The clerk of the superior court in your area can give you more information on mediation.

Some Rules to Know

There are some things to keep in mind about mediation, such as :

  • It's not binding, meaning that, even if you and the defendant reach an agreement, the mediator can't enforce it. So, if the defendant later breaks or "breaches" the agreement, you may need to start the whole process over again (personal negotiation, writing a demand letter, filing a lawsuit, etc.)
  • The mediator can't provide legal or personal advice. She can only suggest possible ways to settle the matter and help you both make sure that you reach an agreement that's good for you both
  • It's you and the defendant that make the terms of the agreement, not the mediator. The mediator will only write down or document what you've agreed to
  • The mediator doesn't make a "decision" in the case like a magistrate would in the small claims court. That is, she doesn't decide who "won." Rather, she merely helps you reach an agreement
  • At any time, either party can withdraw from mediation
  • If you and the defendant don't reach an agreement through mediation you can still file a lawsuit in small claims court. In other words, you don't waive your right to file suit simply because you agree to mediation. This is true for the defendant, too, if he has a "counterclaim" against you, that is, he claims that you owe him money
  • Attorneys are usually not present during mediation. You can, however, hire an attorney to advise you about your claim, if you'd like

Arbitration

Arbitration is very similar to mediation. Here, a neutral third party, called an arbitrator, listens to both sides of the story, just like a mediator does, in the hopes of helping you reach an agreement. However, there are some important differences between arbitration and mediation:

  • If you and the defendant can't reach an agreement, the arbitrator will make a decision in the case, that is, decide if you're going to get paid and how much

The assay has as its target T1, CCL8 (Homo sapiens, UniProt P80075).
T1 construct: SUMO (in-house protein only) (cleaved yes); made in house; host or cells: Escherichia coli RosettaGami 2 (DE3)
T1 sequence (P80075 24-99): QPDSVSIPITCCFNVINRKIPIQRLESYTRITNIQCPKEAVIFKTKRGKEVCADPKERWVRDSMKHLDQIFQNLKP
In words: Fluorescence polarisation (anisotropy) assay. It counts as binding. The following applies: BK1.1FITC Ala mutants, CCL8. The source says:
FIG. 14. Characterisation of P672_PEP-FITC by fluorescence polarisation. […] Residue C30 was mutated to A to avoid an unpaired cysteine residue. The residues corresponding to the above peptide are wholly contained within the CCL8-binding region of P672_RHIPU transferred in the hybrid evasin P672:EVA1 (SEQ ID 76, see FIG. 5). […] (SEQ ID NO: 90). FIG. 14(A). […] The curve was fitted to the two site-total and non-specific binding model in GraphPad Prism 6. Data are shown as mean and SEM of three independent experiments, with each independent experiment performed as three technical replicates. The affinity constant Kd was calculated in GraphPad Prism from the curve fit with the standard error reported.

• The arbitrator's decision is binding, unless you and the defendant agree beforehand that it isn't binding. This means that it can be enforced by the arbitrator and, if necessary, the courts, if you or the defendant don't follow the decision
  • After going through arbitration, you can't file a lawsuit in a Connecticut small claims court
  • Arbitration can be expensive. An arbitrator may charge over $125 for a four-hour block of time to listen to and decide your case. But, if you win, the costs of arbitration are usually added to the amount the defendant owes you

As with mediation, you and the defendant have to agree to arbitration. However, you both also have to agree on the arbitrator. The clerk of the superior court in your area has a list of arbitrators that you may contact. Or, you can contact the American Arbitration Association for a list of arbitrators in your area.

Questions for Your Attorney

  • I can't get the person who owes me money to answer my phone calls or letters. Is there any benefit to offering to mediate?
  • The defendant agreed to mediate my claim, but now he won't meet with or talk to the mediator. What should I do now?
  • How much will you charge me to file a lawsuit and represent me in small claims court? Would the suit and the court fees cost me less than an arbitrator?